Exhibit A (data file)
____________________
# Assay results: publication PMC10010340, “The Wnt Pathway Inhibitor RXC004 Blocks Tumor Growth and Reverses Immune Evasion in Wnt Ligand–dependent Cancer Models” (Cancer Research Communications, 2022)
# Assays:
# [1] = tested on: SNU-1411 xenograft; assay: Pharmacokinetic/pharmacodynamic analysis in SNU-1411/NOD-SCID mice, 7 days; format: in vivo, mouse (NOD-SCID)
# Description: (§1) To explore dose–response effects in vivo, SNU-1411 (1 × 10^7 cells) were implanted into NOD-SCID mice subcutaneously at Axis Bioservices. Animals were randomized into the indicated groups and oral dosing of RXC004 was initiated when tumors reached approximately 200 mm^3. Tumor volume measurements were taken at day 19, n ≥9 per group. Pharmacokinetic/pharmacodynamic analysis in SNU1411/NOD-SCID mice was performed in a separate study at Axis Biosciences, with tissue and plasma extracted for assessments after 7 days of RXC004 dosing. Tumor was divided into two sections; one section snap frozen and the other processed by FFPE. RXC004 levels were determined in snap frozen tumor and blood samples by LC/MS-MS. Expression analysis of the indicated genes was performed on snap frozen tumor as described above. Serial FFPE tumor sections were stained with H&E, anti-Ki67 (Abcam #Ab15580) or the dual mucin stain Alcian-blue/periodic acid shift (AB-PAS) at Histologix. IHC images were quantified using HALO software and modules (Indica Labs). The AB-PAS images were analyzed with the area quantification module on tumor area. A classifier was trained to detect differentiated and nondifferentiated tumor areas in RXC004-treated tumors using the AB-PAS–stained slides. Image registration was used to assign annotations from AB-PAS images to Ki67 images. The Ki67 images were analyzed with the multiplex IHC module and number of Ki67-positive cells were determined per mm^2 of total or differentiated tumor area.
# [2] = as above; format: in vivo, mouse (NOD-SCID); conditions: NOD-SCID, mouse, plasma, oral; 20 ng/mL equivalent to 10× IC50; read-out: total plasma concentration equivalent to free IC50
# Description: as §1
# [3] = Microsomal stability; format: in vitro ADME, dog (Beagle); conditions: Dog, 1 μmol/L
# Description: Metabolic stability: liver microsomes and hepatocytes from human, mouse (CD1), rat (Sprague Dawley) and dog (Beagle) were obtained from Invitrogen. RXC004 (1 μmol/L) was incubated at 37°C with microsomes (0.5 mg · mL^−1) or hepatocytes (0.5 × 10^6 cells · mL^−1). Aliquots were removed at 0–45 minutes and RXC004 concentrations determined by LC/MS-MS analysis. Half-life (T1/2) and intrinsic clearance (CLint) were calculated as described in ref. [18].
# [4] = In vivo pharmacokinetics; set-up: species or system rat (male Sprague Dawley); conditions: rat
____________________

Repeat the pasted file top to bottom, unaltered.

# Assay results: publication PMC10010340, “The Wnt Pathway Inhibitor RXC004 Blocks Tumor Growth and Reverses Immune Evasion in Wnt Ligand–dependent Cancer Models” (Cancer Research Communications, 2022)
# Assays:
# [1] = tested on: SNU-1411 xenograft; assay: Pharmacokinetic/pharmacodynamic analysis in SNU-1411/NOD-SCID mice, 7 days; format: in vivo, mouse (NOD-SCID)
# Description: (§1) To explore dose–response effects in vivo, SNU-1411 (1 × 10^7 cells) were implanted into NOD-SCID mice subcutaneously at Axis Bioservices. Animals were randomized into the indicated groups and oral dosing of RXC004 was initiated when tumors reached approximately 200 mm^3. Tumor volume measurements were taken at day 19, n ≥9 per group. Pharmacokinetic/pharmacodynamic analysis in SNU1411/NOD-SCID mice was performed in a separate study at Axis Biosciences, with tissue and plasma extracted for assessments after 7 days of RXC004 dosing. Tumor was divided into two sections; one section snap frozen and the other processed by FFPE. RXC004 levels were determined in snap frozen tumor and blood samples by LC/MS-MS. Expression analysis of the indicated genes was performed on snap frozen tumor as described above. Serial FFPE tumor sections were stained with H&E, anti-Ki67 (Abcam #Ab15580) or the dual mucin stain Alcian-blue/periodic acid shift (AB-PAS) at Histologix. IHC images were quantified using HALO software and modules (Indica Labs). The AB-PAS images were analyzed with the area quantification module on tumor area. A classifier was trained to detect differentiated and nondifferentiated tumor areas in RXC004-treated tumors using the AB-PAS–stained slides. Image registration was used to assign annotations from AB-PAS images to Ki67 images. The Ki67 images were analyzed with the multiplex IHC module and number of Ki67-positive cells were determined per mm^2 of total or differentiated tumor area.
# [2] = as above; format: in vivo, mouse (NOD-SCID); conditions: NOD-SCID, mouse, plasma, oral; 20 ng/mL equivalent to 10× IC50; read-out: total plasma concentration equivalent to free IC50
# Description: as §1
# [3] = Microsomal stability; format: in vitro ADME, dog (Beagle); conditions: Dog, 1 μmol/L
# Description: Metabolic stability: liver microsomes and hepatocytes from human, mouse (CD1), rat (Sprague Dawley) and dog (Beagle) were obtained from Invitrogen. RXC004 (1 μmol/L) was incubated at 37°C with microsomes (0.5 mg · mL^−1) or hepatocytes (0.5 × 10^6 cells · mL^−1). Aliquots were removed at 0–45 minutes and RXC004 concentrations determined by LC/MS-MS analysis. Half-life (T1/2) and intrinsic clearance (CLint) were calculated as described in ref. [18].
# [4] = In vivo pharmacokinetics; set-up: species or system rat (male Sprague Dawley); conditions: rat